While it’s not expected that someone would necessarily take the time to perform this routine each day, they might choose to use it on selected ones.
Another approach would be to continually rotate through each of these cleaning solutions, a different one each time. Or possibly use a bleach-based soak most of the time, and the others routinely but less frequently.
▲ Section references – Wendt
There are better choices for denture cleaning than mouthwash.
4) Using mouthwash as a denture cleaner.
It’s not uncommon for people to use mouthwash as a soak for their false teeth. The reasoning associated with this choice is typically twofold.
- Mouthwash usually has a pleasant flavor and odor.
- Some mouthwashes make antibacterial claims.
There are better choices.
Mouthwash has not been shown to be especially effective against the types of microorganisms that typically inhabit denture surfaces. This is true even for those oral rinses that make an antimicrobial claim. As an example, a study by Buergers found it ineffective in denture disinfection.
The other types of cleaning solutions discussed on our pages (either homemade or store-bought) tend to make a much better choice.
▲ Section references – Buergers
Don’t dentists use mouthwash to clean false teeth?
You may have noticed that after your dentist’s office has finished cleaning your dentures they taste like mouthwash was used.
In actuality, they’ve probably used a professional cleaner, most of which have a pretty bad taste. As a last step, they’ve had their dental staff place your false teeth in a glass of mouthwash and water (50:50), just so there’s no question that they’ll taste pleasant.
So yes, after a professional cleaning your dentures may have a mouthwash taste. But don’t confuse that issue with thinking that that’s what has been used to actually clean them.
Best practices for denture cleaning.
Due to the wide range of materials that are used in denture fabrication, you should …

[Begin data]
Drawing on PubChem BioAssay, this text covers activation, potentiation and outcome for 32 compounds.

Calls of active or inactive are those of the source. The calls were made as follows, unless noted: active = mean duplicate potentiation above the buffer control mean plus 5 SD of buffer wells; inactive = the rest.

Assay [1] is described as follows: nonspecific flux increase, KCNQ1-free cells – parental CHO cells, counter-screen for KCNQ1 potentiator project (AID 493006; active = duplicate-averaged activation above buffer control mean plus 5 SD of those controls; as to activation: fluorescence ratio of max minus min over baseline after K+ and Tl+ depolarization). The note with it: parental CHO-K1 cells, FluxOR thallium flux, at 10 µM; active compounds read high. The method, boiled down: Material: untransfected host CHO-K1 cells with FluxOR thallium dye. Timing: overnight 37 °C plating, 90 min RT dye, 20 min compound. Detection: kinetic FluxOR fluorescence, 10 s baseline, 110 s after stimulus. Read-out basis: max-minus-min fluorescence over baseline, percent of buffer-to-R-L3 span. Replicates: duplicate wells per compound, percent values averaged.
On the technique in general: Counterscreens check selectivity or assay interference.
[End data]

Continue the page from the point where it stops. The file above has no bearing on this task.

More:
a) Always discuss your plans with your dentist.
Your dentist occupies an especially unique position. Not only do they know precisely what materials have been used in making your false teeth but they get to see how they hold up to the various cleaning methods their other patients use. Make sure you tap into their knowledge.
b) Always test before you soak.
The plastics used to make false teeth are chosen, in part, because they tend not to absorb tastes and flavors. And this fact makes it unlikely that cleaning solutions that have a bad taste (i.e. bleach, vinegar) will create a problem.
But because it’s such a simple step to take, you should always perform short trial soaks with any new cleanser, just to make sure. This is especially true for appliances that have been relined.
c) General rules.
Best practices for denture cleaning include:
- Don’t expose your dentures to elevated temperatures. Doing so may cause dimensional distortion, thus affecting their fit. Soaking and rinsing should be done in room temperature solutions.
- Always keep your dentures wet. That means in your mouth or fully immersed in their soaking solution or just plain water. If they dry out, their fit may change. (Related content: Maximum temperatures for denture plastics.)
Update log –
08/14/2019 – Reference source added.
Authorship: Written by Staff Dentist
Our affiliate links can be used to shop denture products on Amazon.com or Walmart.com
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Topic Menu ▶ False Teeth / Dentures
Page references sources:
Buergers R, et al. Efficacy of denture disinfection methods in controlling Candida albicans colonization in vitro.
de Sousa Porta SR, et al. Evaluation of sodium hypochlorite as a denture cleanser: a clinical study.
Felipucci D, et al. Effect of Different Cleansers on the Surface of Removable Partial Dentures.
Felton D, et al. Evidence-based guidelines for the care and maintenance of complete dentures.
Gulfema E, et al. Colour stability of denture base materials after soaked in different aging solutions.
Jafari AA, et al. Vinegar as a Removing Agent of Candida albicans From Acrylic Resin Plates.
Johnston C, et al. Vinegar: Medicinal Uses and Antiglycemic Effect.
Nassif J. Instructions for patients — a positive factor in removable partial denture service.
Paranhos H, et al. Color Stability, Surface Roughness and Flexural Strength of an Acrylic Resin Submitted to Simulated Overnight Immersion in Denture Cleansers.
Pinto T, et al. Vinegar as an Antimicrobial Agent for Control of Candida in Complete Denture Wearers.
Quirynen M, et al. The influence of surface free energy and surface roughness on early plaque formation. An in vivo study in man.
Rodrigues S, et al. Effect of chemical cleaning agents on the flexural strength of acrylic and hard denture line resins.
Salles MM, et al. Antimicrobial activity of complete denture cleanser solutions based on sodium hypochlorite and Ricinus communis – a randomized clinical study.